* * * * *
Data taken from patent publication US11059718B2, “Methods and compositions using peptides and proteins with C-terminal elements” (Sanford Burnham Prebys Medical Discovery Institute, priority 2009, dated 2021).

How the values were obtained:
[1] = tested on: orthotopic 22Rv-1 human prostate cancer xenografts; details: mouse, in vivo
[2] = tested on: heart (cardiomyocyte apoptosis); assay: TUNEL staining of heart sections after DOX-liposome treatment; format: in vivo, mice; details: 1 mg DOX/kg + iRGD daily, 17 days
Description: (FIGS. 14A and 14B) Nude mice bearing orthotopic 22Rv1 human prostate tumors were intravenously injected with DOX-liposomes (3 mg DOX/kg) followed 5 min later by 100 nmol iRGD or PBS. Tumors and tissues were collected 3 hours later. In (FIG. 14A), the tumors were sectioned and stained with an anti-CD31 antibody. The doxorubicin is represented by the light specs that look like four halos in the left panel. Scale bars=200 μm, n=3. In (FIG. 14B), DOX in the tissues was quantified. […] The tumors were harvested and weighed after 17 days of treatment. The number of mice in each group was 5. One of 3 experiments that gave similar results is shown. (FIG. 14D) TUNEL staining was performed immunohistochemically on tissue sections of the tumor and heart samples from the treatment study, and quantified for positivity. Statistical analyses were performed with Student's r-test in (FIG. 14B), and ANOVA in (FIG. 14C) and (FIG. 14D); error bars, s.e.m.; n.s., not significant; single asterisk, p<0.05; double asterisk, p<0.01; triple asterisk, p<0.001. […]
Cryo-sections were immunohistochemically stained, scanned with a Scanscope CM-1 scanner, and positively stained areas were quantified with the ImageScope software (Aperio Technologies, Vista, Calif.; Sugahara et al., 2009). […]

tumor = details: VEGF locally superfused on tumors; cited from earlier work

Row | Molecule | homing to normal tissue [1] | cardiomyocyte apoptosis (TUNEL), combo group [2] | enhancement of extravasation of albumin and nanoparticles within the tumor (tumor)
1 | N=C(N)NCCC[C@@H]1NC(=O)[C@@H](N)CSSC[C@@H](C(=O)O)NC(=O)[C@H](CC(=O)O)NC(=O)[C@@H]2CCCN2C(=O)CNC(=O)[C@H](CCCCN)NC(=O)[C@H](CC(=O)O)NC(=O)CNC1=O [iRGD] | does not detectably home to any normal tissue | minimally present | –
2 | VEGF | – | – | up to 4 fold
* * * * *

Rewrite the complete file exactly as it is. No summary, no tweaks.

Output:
Data taken from patent publication US11059718B2, “Methods and compositions using peptides and proteins with C-terminal elements” (Sanford Burnham Prebys Medical Discovery Institute, priority 2009, dated 2021).

How the values were obtained:
[1] = tested on: orthotopic 22Rv-1 human prostate cancer xenografts; details: mouse, in vivo
[2] = tested on: heart (cardiomyocyte apoptosis); assay: TUNEL staining of heart sections after DOX-liposome treatment; format: in vivo, mice; details: 1 mg DOX/kg + iRGD daily, 17 days
Description: (FIGS. 14A and 14B) Nude mice bearing orthotopic 22Rv1 human prostate tumors were intravenously injected with DOX-liposomes (3 mg DOX/kg) followed 5 min later by 100 nmol iRGD or PBS. Tumors and tissues were collected 3 hours later. In (FIG. 14A), the tumors were sectioned and stained with an anti-CD31 antibody. The doxorubicin is represented by the light specs that look like four halos in the left panel. Scale bars=200 μm, n=3. In (FIG. 14B), DOX in the tissues was quantified. […] The tumors were harvested and weighed after 17 days of treatment. The number of mice in each group was 5. One of 3 experiments that gave similar results is shown. (FIG. 14D) TUNEL staining was performed immunohistochemically on tissue sections of the tumor and heart samples from the treatment study, and quantified for positivity. Statistical analyses were performed with Student's r-test in (FIG. 14B), and ANOVA in (FIG. 14C) and (FIG. 14D); error bars, s.e.m.; n.s., not significant; single asterisk, p<0.05; double asterisk, p<0.01; triple asterisk, p<0.001. […]
Cryo-sections were immunohistochemically stained, scanned with a Scanscope CM-1 scanner, and positively stained areas were quantified with the ImageScope software (Aperio Technologies, Vista, Calif.; Sugahara et al., 2009). […]

tumor = details: VEGF locally superfused on tumors; cited from earlier work

Row | Molecule | homing to normal tissue [1] | cardiomyocyte apoptosis (TUNEL), combo group [2] | enhancement of extravasation of albumin and nanoparticles within the tumor (tumor)
1 | N=C(N)NCCC[C@@H]1NC(=O)[C@@H](N)CSSC[C@@H](C(=O)O)NC(=O)[C@H](CC(=O)O)NC(=O)[C@@H]2CCCN2C(=O)CNC(=O)[C@H](CCCCN)NC(=O)[C@H](CC(=O)O)NC(=O)CNC1=O [iRGD] | does not detectably home to any normal tissue | minimally present | –
2 | VEGF | – | – | up to 4 fold